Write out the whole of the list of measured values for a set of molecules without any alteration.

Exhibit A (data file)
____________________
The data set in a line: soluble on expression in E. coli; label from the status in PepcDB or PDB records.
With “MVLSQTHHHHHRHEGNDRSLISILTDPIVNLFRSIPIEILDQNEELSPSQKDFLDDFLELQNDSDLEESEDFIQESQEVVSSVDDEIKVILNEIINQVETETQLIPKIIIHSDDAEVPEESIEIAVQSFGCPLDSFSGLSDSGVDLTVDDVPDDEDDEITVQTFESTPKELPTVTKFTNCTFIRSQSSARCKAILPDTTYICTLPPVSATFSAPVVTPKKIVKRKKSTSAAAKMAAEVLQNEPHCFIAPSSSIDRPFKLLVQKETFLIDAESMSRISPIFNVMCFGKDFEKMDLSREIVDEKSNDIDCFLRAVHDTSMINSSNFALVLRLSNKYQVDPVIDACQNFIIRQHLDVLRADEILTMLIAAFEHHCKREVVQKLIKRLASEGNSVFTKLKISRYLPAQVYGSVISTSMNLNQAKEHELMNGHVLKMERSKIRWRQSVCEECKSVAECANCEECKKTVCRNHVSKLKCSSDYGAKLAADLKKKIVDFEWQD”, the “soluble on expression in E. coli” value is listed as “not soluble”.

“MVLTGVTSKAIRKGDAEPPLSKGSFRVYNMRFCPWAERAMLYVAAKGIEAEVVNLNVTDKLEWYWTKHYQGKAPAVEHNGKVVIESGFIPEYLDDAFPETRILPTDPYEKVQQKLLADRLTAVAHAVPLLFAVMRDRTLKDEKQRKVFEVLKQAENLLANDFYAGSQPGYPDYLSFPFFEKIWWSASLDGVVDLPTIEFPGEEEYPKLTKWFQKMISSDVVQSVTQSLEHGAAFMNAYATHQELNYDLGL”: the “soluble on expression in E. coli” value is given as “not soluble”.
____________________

The data set in a line: soluble on expression in E. coli; label from the status in PepcDB or PDB records.
With “MVLSQTHHHHHRHEGNDRSLISILTDPIVNLFRSIPIEILDQNEELSPSQKDFLDDFLELQNDSDLEESEDFIQESQEVVSSVDDEIKVILNEIINQVETETQLIPKIIIHSDDAEVPEESIEIAVQSFGCPLDSFSGLSDSGVDLTVDDVPDDEDDEITVQTFESTPKELPTVTKFTNCTFIRSQSSARCKAILPDTTYICTLPPVSATFSAPVVTPKKIVKRKKSTSAAAKMAAEVLQNEPHCFIAPSSSIDRPFKLLVQKETFLIDAESMSRISPIFNVMCFGKDFEKMDLSREIVDEKSNDIDCFLRAVHDTSMINSSNFALVLRLSNKYQVDPVIDACQNFIIRQHLDVLRADEILTMLIAAFEHHCKREVVQKLIKRLASEGNSVFTKLKISRYLPAQVYGSVISTSMNLNQAKEHELMNGHVLKMERSKIRWRQSVCEECKSVAECANCEECKKTVCRNHVSKLKCSSDYGAKLAADLKKKIVDFEWQD”, the “soluble on expression in E. coli” value is listed as “not soluble”.

“MVLTGVTSKAIRKGDAEPPLSKGSFRVYNMRFCPWAERAMLYVAAKGIEAEVVNLNVTDKLEWYWTKHYQGKAPAVEHNGKVVIESGFIPEYLDDAFPETRILPTDPYEKVQQKLLADRLTAVAHAVPLLFAVMRDRTLKDEKQRKVFEVLKQAENLLANDFYAGSQPGYPDYLSFPFFEKIWWSASLDGVVDLPTIEFPGEEEYPKLTKWFQKMISSDVVQSVTQSLEHGAAFMNAYATHQELNYDLGL”: the “soluble on expression in E. coli” value is given as “not soluble”.